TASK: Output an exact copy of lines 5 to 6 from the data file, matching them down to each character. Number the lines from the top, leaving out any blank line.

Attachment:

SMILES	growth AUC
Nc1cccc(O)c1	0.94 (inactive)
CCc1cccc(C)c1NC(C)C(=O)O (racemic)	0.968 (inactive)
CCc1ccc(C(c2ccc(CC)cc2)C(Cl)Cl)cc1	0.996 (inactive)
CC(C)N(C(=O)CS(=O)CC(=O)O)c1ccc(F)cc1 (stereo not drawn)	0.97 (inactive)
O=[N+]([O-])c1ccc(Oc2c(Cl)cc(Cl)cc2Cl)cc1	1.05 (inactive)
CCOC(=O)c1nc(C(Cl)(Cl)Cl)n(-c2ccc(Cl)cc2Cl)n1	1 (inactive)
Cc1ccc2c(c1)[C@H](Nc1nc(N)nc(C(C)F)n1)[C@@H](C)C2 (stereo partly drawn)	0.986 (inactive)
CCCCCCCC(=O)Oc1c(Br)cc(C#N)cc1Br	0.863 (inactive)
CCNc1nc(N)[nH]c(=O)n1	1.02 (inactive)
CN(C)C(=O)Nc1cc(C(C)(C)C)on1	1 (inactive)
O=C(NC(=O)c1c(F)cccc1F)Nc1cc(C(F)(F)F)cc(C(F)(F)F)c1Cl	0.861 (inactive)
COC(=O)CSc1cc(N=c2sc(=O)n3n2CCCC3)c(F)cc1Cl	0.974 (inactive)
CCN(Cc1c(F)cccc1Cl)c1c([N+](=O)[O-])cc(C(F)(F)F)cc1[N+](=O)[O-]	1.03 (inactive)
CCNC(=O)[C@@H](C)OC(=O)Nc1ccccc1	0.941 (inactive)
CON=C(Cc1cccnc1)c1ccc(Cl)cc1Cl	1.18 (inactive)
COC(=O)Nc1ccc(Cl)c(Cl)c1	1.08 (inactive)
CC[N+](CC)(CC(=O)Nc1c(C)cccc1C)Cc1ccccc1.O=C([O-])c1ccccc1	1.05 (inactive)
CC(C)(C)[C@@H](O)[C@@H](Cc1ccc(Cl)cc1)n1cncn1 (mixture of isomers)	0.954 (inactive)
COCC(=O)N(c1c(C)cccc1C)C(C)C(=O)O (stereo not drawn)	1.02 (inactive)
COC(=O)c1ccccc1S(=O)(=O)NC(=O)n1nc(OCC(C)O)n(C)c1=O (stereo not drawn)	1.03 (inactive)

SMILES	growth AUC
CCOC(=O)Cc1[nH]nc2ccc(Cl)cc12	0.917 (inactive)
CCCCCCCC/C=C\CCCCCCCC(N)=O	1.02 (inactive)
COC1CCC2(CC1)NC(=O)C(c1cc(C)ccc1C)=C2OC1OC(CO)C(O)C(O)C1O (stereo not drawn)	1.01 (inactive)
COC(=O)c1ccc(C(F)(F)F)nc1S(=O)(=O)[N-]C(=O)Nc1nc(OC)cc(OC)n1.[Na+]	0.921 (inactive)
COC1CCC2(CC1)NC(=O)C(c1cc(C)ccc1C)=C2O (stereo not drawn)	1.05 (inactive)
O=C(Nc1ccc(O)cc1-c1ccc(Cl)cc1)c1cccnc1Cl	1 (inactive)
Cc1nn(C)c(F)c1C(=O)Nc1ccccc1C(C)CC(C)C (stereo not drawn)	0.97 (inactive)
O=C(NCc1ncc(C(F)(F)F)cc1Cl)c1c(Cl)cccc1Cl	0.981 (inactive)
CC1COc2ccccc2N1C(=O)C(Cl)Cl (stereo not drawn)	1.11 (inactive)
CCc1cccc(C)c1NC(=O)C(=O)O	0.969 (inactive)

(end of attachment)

CC(C)N(C(=O)CS(=O)CC(=O)O)c1ccc(F)cc1 (stereo not drawn)	0.97 (inactive)
O=[N+]([O-])c1ccc(Oc2c(Cl)cc(Cl)cc2Cl)cc1	1.05 (inactive)